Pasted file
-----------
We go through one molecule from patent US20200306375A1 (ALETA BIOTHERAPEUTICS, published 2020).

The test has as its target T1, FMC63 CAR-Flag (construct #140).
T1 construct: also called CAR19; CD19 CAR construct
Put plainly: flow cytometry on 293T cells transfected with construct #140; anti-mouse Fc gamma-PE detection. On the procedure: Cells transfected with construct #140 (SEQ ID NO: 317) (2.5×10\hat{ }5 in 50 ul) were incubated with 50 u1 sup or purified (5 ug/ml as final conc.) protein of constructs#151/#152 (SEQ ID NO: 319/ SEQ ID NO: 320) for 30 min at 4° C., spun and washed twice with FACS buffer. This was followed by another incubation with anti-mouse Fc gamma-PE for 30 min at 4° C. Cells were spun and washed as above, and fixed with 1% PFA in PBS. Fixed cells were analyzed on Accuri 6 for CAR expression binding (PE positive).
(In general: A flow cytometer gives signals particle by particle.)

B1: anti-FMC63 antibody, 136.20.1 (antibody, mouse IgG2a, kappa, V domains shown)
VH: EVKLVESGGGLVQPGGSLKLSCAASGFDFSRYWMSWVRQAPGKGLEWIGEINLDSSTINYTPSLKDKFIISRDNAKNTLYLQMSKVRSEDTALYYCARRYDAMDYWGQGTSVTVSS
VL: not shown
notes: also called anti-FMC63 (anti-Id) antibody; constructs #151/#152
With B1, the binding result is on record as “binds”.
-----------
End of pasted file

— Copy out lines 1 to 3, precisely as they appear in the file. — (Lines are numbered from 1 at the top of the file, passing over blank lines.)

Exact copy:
We go through one molecule from patent US20200306375A1 (ALETA BIOTHERAPEUTICS, published 2020).

The test has as its target T1, FMC63 CAR-Flag (construct #140).
T1 construct: also called CAR19; CD19 CAR construct